Move to Green Acres was the place to be | NevadaAppeal.com

Move to Green Acres was the place to be

Abby Johnson
For the Nevada Appeal

Soot changed my father’s life which began 100 years ago next month.

Growing up in the melting pot of Brooklyn, N.Y., my late father remembered horse drawn carriages, early autos and soot.

He also remembered being really sick with severe and chronic bronchitis, which kept him home from school in his early years. When the family moved, for health reasons, to Staten Island, still a borough of New York but more like Green Acres for a boy from Brooklyn, everything changed.

Away from the daily soot-ridden pollution of the factories of Brooklyn, he healed. He and his best friend explored the wild woods of the still pristine island on their bikes. He caught up in school and thrived in the suburban neighborly atmosphere.

A family legend is that his mother gave him money to buy a loaf of bread at the bakery. He was a penny short because the baker had recently raised his price. My father offered a compromise. Would the baker cut off one slice so that he could still purchase the bread? The baker was so taken with his negotiating skills that he sold him the loaf for the old price, and told my grandmother about this brokered deal.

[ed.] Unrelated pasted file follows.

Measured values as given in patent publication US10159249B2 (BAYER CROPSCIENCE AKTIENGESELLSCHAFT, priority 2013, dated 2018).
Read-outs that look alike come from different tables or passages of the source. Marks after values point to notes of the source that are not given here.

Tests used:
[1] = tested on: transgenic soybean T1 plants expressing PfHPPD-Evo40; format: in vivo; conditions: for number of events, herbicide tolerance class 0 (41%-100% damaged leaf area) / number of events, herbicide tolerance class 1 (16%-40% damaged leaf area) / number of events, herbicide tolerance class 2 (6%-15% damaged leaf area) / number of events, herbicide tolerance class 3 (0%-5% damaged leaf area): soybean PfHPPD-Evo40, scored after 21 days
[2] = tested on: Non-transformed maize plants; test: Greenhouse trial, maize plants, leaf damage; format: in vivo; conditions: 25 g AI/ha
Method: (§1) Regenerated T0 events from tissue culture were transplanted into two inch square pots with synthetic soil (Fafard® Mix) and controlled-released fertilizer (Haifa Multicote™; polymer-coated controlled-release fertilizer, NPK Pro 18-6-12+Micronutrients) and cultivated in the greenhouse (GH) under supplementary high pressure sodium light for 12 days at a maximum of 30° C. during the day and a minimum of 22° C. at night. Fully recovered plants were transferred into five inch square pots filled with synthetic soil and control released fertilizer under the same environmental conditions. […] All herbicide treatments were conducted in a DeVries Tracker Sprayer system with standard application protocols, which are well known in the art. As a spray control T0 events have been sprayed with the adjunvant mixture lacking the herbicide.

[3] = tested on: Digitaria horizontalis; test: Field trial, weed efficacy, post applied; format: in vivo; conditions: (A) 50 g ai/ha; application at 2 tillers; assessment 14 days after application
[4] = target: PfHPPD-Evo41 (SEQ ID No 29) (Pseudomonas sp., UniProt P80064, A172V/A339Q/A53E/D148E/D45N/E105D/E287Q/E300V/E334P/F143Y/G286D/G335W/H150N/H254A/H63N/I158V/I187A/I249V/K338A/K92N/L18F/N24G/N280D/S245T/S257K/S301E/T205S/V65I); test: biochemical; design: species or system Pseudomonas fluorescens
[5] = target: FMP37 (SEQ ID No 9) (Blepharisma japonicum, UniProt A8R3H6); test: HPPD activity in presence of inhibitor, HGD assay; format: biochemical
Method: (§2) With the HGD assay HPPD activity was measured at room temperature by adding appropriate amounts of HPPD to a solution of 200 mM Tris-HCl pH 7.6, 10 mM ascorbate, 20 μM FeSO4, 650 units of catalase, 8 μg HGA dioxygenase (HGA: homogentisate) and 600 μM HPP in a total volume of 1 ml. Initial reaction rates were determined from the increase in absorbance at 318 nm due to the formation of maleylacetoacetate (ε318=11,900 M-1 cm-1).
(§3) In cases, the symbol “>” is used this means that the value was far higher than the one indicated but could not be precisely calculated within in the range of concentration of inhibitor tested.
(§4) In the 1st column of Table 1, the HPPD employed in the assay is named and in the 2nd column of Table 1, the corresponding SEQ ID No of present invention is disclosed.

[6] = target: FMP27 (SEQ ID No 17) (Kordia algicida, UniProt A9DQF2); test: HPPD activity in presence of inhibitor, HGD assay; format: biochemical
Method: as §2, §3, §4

This was an early indication of the persuasive abilities that he would use as an attorney and legislator.

After college and law school, he returned to Staten Island and worked in Manhattan for the legal department of Railway Express, a job he retained for his entire career, negotiating with unions for labor contracts and with public utility commissions for rate hikes. He also had an abiding interest in politics, and used his network of Staten Island contacts as a base of support to launch his first campaign. In his 30s, he was elected to the New York State Senate where he served before and after World War II.

These memories were triggered by reading in the New York Times soot particles cause premature death from cardiovascular ailments. The EPA think-tank study finds that “having a condition that is a precursor to deadly heart attacks for people living in soot-laden areas goes up by 24 percent rather than 12 percent as particle concentrations increase.” The study defines soot sources as diesel engines, auto tires, coal-fire power plants and oil refineries.

Ironically, soot changed my father’s life for the better. The life-threatening effects caused my grandparents to find a healthier place to live, which became the foundation for my father to thrive.

It is also ironic that despite the intense government regulation that now controls air quality, soot is still a threat to public health as it was 100 years ago.

• Abby Johnson is a resident of Carson City. She consults on nuclear waste and community development. Her opinions are her own and do not necessarily reflect those of her clients.